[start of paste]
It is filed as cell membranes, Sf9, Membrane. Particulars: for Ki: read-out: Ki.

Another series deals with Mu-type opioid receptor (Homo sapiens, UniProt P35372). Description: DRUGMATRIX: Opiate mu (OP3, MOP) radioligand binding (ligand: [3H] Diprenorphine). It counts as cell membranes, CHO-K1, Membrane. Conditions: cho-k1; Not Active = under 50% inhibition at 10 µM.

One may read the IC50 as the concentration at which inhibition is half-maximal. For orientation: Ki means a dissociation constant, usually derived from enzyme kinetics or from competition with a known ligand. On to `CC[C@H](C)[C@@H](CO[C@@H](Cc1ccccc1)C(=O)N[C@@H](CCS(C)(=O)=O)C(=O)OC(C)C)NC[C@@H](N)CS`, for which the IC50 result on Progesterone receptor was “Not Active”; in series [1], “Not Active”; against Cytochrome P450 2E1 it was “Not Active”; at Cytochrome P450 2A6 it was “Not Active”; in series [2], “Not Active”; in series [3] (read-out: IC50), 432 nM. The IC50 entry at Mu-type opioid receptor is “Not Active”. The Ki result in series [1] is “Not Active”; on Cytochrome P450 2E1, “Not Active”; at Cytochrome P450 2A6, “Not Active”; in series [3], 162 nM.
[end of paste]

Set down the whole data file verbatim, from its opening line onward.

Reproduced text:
It is filed as cell membranes, Sf9, Membrane. Particulars: for Ki: read-out: Ki.

Another series deals with Mu-type opioid receptor (Homo sapiens, UniProt P35372). Description: DRUGMATRIX: Opiate mu (OP3, MOP) radioligand binding (ligand: [3H] Diprenorphine). It counts as cell membranes, CHO-K1, Membrane. Conditions: cho-k1; Not Active = under 50% inhibition at 10 µM.

One may read the IC50 as the concentration at which inhibition is half-maximal. For orientation: Ki means a dissociation constant, usually derived from enzyme kinetics or from competition with a known ligand. On to `CC[C@H](C)[C@@H](CO[C@@H](Cc1ccccc1)C(=O)N[C@@H](CCS(C)(=O)=O)C(=O)OC(C)C)NC[C@@H](N)CS`, for which the IC50 result on Progesterone receptor was “Not Active”; in series [1], “Not Active”; against Cytochrome P450 2E1 it was “Not Active”; at Cytochrome P450 2A6 it was “Not Active”; in series [2], “Not Active”; in series [3] (read-out: IC50), 432 nM. The IC50 entry at Mu-type opioid receptor is “Not Active”. The Ki result in series [1] is “Not Active”; on Cytochrome P450 2E1, “Not Active”; at Cytochrome P450 2A6, “Not Active”; in series [3], 162 nM.